The answer depends on your level of experience, which I don't know. What format are you using? 35mm tri-x (400) has a completely different tonal range than medium/large format tri-x (320). I'd recommend that your "normal" film and normal paper be from one of the major players, so that you can buy it when you need it.
The important thing is to pick a film/developer/paper combination that work well together. providing good range of tones that you find pleasing.
If you are critically picking a film/paper for the first time, i.e., seeing how combinations actually compare in a finished print, pick 2 very different films, e.g., Tri-x and HP5. Pick two very different papers, such as Ilford Mutigrade and Bergger VCCB.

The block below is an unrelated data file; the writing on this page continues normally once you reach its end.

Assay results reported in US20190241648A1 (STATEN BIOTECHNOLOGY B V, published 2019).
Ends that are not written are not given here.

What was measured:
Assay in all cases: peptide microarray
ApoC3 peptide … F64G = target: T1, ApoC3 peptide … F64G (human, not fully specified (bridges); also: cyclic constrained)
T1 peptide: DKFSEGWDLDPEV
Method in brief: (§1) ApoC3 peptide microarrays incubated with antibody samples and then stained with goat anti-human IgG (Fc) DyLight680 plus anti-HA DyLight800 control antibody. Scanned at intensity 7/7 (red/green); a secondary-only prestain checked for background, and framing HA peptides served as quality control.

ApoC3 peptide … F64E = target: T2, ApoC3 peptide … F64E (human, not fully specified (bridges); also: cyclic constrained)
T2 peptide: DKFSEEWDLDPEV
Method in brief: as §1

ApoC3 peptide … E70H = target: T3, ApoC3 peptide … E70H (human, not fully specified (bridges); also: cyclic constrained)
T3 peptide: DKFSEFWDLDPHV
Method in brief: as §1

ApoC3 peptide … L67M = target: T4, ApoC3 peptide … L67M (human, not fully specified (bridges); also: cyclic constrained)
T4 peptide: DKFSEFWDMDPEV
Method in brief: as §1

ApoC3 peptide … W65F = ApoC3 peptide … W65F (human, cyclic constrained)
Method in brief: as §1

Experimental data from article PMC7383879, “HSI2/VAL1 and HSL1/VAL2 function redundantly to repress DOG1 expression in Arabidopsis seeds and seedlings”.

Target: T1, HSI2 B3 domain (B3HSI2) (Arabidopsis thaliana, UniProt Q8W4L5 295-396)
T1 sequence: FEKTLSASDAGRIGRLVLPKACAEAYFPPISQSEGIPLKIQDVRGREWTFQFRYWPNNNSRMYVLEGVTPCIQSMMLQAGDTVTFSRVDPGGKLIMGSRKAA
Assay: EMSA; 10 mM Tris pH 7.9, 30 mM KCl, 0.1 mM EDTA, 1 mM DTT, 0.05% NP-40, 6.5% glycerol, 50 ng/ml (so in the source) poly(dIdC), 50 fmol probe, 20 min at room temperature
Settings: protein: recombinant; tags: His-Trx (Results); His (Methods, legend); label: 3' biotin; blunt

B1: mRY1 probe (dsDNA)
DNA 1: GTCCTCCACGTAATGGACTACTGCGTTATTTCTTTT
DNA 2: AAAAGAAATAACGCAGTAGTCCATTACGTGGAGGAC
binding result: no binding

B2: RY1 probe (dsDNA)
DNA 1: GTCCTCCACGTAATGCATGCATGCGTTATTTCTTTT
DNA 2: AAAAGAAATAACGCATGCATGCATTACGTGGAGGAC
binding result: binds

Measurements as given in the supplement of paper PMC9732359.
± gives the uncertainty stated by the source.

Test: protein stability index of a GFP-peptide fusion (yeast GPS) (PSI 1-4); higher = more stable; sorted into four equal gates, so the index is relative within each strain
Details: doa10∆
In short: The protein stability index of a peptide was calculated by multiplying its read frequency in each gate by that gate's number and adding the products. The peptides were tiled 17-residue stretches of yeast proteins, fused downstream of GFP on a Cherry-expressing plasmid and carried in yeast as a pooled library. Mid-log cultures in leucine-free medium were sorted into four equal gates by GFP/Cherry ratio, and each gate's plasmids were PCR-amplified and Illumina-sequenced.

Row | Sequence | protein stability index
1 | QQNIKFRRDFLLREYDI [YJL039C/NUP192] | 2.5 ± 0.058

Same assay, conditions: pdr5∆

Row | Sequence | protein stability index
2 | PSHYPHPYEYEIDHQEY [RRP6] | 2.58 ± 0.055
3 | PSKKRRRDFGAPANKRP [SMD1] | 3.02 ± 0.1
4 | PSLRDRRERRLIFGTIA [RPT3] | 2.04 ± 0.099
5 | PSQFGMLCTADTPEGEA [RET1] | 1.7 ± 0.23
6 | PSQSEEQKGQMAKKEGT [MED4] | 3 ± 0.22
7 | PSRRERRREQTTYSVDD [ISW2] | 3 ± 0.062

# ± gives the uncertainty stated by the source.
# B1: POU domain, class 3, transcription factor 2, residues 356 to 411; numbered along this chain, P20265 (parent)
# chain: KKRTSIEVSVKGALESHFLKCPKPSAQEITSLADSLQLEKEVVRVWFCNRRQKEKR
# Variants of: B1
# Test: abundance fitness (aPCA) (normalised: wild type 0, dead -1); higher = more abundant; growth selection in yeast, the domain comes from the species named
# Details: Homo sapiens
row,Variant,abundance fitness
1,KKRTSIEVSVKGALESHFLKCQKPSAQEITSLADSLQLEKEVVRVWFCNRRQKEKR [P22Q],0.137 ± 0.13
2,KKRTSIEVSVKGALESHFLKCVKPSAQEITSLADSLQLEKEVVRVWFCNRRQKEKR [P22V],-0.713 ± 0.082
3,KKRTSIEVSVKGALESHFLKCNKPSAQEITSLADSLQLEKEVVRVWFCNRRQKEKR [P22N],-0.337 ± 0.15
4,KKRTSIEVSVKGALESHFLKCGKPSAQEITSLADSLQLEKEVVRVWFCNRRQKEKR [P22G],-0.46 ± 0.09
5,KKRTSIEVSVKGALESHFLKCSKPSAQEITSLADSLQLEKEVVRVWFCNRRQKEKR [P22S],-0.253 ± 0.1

Shoot a roll of each film, develop in D76 1:1 (a great all around developer) and print both films on both papers. This should give you an idea as to the tonal range you find most appealing in your end product.
Take this combination of film/paper and work with it for a while (at least 6 months). after you've established your baseline, occasional experimentation with other combinations will be more meaningful.
For what its worth, I've fairly much standardized on tri-x professional (320) developed in pyrocat HD and printed on Bergger VCCB. I also like Ilford Warm Tone multicontrast paper. When contact printing I use the same film/developer and print on AZO.